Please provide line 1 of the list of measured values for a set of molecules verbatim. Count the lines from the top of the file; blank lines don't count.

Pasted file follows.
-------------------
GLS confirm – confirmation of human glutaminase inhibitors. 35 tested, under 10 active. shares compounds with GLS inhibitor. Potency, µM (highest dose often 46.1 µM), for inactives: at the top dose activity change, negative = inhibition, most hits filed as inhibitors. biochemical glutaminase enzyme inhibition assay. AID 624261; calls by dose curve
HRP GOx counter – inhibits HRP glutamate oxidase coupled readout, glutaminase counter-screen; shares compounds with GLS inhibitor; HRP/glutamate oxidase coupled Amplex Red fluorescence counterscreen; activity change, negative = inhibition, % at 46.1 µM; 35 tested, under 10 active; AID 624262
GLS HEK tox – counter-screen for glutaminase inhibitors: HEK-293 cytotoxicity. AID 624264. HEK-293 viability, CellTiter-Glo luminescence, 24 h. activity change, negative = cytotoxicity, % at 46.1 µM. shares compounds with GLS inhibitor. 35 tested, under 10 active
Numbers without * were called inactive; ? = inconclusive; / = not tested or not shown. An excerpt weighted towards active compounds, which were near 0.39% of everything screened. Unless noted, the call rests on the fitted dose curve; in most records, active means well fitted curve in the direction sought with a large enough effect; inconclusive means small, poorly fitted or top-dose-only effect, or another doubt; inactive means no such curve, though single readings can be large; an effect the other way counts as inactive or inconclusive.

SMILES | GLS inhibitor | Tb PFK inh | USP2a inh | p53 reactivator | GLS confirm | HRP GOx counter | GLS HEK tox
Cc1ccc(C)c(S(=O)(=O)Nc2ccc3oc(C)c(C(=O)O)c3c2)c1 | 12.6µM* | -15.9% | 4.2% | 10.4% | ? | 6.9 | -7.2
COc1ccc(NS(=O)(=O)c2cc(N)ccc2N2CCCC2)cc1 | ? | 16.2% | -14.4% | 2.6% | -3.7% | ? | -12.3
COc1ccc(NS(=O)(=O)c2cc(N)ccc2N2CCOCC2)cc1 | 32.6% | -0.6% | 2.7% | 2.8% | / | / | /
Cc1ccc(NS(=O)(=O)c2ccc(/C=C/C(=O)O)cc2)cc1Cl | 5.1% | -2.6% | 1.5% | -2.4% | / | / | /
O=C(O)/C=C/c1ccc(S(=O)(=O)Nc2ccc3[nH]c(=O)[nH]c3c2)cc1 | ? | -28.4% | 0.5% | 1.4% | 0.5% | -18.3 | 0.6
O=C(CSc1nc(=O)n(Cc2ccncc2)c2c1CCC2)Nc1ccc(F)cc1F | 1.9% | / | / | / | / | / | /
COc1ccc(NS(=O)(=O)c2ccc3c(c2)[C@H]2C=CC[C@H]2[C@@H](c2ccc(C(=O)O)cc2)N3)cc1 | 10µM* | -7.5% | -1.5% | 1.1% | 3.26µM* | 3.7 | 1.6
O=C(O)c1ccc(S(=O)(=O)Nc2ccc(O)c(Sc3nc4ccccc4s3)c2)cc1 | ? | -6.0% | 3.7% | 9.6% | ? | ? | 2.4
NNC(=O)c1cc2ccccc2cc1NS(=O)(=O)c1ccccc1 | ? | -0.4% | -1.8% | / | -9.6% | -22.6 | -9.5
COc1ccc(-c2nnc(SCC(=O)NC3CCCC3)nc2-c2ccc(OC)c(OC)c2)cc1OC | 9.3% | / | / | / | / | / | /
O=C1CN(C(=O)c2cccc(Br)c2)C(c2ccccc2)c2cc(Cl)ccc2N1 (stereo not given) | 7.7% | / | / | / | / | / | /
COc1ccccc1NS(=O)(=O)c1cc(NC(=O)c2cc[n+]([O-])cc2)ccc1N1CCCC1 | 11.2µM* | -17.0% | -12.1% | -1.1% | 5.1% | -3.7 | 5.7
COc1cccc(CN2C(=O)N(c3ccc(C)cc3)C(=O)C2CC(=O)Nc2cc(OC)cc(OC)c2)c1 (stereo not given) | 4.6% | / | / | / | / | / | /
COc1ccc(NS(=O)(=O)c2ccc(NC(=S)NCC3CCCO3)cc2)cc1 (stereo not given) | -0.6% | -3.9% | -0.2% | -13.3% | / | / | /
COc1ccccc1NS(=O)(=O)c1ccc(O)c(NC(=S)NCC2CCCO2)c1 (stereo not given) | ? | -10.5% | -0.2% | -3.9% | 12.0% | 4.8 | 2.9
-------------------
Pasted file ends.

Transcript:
GLS confirm – confirmation of human glutaminase inhibitors. 35 tested, under 10 active. shares compounds with GLS inhibitor. Potency, µM (highest dose often 46.1 µM), for inactives: at the top dose activity change, negative = inhibition, most hits filed as inhibitors. biochemical glutaminase enzyme inhibition assay. AID 624261; calls by dose curve